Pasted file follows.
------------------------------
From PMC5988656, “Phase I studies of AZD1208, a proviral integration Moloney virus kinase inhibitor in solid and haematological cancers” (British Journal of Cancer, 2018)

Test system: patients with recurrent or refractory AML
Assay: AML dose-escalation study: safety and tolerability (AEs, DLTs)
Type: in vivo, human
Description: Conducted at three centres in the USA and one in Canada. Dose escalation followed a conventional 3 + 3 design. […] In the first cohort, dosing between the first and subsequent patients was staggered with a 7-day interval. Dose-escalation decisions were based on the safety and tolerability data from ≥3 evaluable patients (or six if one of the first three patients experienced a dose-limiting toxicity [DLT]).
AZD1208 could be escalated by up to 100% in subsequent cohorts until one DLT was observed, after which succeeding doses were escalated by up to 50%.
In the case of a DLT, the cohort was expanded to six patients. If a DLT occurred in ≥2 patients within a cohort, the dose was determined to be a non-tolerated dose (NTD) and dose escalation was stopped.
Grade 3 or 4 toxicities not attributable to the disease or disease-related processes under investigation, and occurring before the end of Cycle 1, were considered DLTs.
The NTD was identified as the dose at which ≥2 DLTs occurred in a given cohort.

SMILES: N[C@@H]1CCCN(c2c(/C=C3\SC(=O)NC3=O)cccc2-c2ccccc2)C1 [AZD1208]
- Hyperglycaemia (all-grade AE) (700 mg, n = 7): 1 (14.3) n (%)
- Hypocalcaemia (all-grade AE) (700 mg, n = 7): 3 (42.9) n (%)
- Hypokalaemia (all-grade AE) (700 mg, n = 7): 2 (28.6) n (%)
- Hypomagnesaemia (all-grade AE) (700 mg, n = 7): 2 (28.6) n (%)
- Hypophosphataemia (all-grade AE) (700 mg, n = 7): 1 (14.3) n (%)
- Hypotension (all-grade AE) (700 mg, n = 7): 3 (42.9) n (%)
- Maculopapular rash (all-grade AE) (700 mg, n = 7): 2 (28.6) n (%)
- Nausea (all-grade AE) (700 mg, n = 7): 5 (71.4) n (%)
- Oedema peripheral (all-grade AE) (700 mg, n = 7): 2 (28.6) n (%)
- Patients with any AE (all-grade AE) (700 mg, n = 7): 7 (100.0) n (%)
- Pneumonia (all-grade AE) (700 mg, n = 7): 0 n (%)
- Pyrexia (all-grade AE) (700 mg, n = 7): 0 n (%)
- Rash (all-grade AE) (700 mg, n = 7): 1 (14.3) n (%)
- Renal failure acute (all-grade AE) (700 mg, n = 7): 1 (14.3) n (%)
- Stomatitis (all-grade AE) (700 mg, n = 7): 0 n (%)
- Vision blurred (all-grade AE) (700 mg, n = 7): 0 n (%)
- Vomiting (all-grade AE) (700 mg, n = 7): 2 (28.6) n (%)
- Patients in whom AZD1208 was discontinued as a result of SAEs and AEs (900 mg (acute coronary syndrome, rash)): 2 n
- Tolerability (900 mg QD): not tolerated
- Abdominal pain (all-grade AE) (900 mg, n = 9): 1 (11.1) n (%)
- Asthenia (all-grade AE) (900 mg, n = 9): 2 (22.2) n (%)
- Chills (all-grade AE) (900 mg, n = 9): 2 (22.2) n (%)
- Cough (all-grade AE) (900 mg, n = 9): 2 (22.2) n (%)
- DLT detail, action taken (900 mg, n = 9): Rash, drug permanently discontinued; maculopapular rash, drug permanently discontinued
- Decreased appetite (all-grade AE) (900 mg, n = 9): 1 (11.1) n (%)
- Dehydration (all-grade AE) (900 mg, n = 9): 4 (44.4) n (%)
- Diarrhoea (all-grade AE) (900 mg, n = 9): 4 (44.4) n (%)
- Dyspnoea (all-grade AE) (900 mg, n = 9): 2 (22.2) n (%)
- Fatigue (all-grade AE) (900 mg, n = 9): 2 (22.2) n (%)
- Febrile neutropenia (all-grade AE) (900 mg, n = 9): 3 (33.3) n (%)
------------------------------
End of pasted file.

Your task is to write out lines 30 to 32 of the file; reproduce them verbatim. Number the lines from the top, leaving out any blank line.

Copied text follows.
- Abdominal pain (all-grade AE) (900 mg, n = 9): 1 (11.1) n (%)
- Asthenia (all-grade AE) (900 mg, n = 9): 2 (22.2) n (%)
- Chills (all-grade AE) (900 mg, n = 9): 2 (22.2) n (%)